And isn't it interesting that that's sort of against everything both 
that the whole history of jazz but also the potential of America and the 
world represents. And then you look around the world today, and what's 
the trouble? What's the trouble in Northern Ireland, in the Middle East 
and Africa, in the Balkans--from Bosnia to Kosovo--what's the trouble? 
People can't get along because of their racial, their ethnic, or their 
religious differences.

[[Page 888]]

    And so if we ought to think of one thing we can honor John Conyers 
for, thinking about what he stood for in South Africa, think about the 
record he stood for on civil rights at home, what he's fought for on the 
Judiciary Committee--it ought to be the idea that America ought to be a 
good place and a safe place and a full place for all its children.
    Yesterday--I will tell you this story in closing. I want to tell you 
a story. Yesterday, at the request of the Senators from North Dakota and 
Senator Daschle and Senator Baucus, I had a fascinating meeting with 19 
tribal chiefs from the 19 Indian tribes of the High Plains, the Northern 
High Plains in America. And all of you who don't know about that part of 
the country need to know that notwithstanding all the things you read 
about how rich the Native Americans are because of their gambling 
enterprises today, the tribes that don't have those gambling enterprises 
and the tribes that are in the poor, rural areas, a long way from 
economic activity, are still the poorest people in America.
    And so these very dignified, mostly pretty young tribal leaders, men 
and women, came in; we sat in a circle, according to their request, in 
the Roosevelt Room in the White House; and they spoke in their turn 
about the needs of their people. And then after they had done that, the 
person whom they had designated to be their spokesperson stood up in a 
very dignified way and said, ``Mr. President, we have something to say 
about our involvement in Kosovo. We know something about ethnic 
cleansing. We were removed from our lands, and some of the people who 
did it said that it was God's will, which we hear in the Balkans. And we 
have seen America come a very long way. And we have signed this 
proclamation to tell you that we, the leaders of the first Americans, 
support America's policy to stand up against ethnic cleansing and the 
murder of people because of their religious and ethnic background.''
    And then another man said, ``I would like to be heard.'' And this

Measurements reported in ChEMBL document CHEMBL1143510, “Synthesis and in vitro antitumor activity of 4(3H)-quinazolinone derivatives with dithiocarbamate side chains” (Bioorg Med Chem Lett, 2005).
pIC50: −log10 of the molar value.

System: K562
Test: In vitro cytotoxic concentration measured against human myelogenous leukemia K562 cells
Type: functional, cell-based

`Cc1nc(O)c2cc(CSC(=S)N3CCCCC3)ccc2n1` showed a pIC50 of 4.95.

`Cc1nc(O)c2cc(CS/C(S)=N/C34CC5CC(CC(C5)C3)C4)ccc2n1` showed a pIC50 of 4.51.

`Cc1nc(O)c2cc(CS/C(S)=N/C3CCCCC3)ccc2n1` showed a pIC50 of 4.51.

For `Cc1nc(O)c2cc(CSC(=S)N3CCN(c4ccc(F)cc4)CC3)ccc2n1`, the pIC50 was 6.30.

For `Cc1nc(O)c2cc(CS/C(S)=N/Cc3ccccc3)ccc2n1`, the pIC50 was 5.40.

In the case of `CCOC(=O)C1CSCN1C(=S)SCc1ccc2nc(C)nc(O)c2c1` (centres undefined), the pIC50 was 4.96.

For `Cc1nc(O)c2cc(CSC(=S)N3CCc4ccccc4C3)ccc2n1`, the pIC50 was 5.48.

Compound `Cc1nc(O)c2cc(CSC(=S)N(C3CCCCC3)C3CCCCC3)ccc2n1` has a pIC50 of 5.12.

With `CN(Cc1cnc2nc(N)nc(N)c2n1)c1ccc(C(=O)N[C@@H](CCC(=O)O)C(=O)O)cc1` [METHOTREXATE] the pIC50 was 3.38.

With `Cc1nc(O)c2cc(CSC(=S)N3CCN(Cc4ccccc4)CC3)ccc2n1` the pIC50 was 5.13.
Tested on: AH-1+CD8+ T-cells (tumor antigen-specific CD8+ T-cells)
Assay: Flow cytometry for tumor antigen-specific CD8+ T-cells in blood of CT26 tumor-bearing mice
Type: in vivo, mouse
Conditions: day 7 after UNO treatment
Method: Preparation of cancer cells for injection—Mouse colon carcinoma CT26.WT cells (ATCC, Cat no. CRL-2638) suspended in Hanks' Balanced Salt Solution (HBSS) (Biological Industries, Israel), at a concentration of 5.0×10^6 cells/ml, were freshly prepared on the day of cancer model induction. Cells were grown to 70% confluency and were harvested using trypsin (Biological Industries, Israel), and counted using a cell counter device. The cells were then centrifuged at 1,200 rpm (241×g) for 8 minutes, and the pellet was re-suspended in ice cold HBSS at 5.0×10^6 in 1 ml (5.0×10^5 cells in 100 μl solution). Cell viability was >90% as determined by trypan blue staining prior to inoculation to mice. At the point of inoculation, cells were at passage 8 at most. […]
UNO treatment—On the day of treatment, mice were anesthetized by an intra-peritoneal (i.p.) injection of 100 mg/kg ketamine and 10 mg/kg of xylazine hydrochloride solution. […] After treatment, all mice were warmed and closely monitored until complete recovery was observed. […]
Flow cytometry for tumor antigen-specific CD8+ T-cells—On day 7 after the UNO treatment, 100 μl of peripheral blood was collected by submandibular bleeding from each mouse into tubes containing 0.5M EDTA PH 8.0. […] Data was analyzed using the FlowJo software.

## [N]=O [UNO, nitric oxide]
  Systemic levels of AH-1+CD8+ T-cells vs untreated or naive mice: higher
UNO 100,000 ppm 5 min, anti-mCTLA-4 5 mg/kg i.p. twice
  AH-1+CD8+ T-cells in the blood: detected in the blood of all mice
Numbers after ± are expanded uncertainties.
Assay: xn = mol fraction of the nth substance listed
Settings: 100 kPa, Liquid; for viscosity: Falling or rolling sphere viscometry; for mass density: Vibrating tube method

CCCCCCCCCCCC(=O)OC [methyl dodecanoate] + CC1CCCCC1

young man stood up with great dignity, and he had a beautiful silver 
Indian necklace on. And he said this--he said, ``Mr. President, I had 
two uncles. One landed on the beaches at Normandy on D-Day; the other 
was the very first Native American fighter pilot in the history of the 
American military. My great-great-grandfather was slaughtered by the 7th 
Cavalry at Wounded Knee.'' He said, ``I now have only one son. America 
has come a very long way from Wounded Knee, to the beaches at Normandy, 
to the opportunity I have to be in the White House today. And I love my 
son more than anything, but if he needed to go and fight against ethnic 
cleansing and the brutality and the murdering of people because of their 
race or their ethnicity or their religion, I would be proud for him to 
stand for the United States and for the humanity of man.''
    No one in the room could breathe, we were so moved by this man in 
his simple dignity, representing Americans who still don't have a total, 
fair shot at educational and economic opportunities, who live in places 
that still don't have adequate health care. But he told a story that 
needs to be told.
    So I say to you, you honor John Conyers tonight--the best way we can 
honor John Conyers is to say, we've got a pretty picture of the 21st 
century, and we've got an ugly picture of the 21st century that is every 
last nightmare that has dogged human society since people came up out of 
the caves and first got together, and that is fear and hatred of people 
who are different from us. And we're better than that. And he's helped 
us to be better than that. And we're going to do better still.
    Thank you, and God bless you.

Note: The President spoke at 8:45 p.m. at the BET on Jazz Restaurant. In 
his remarks, he referred to Robert L. Johnson, chairman and chief 
executive officer, BET Holdings, Inc.; musicians Kenny Burrell, Donald 
Byrd, and James Moody; Debbie Dingell, wife of Representative John 
Dingell; and civil rights activist Dick Gregory.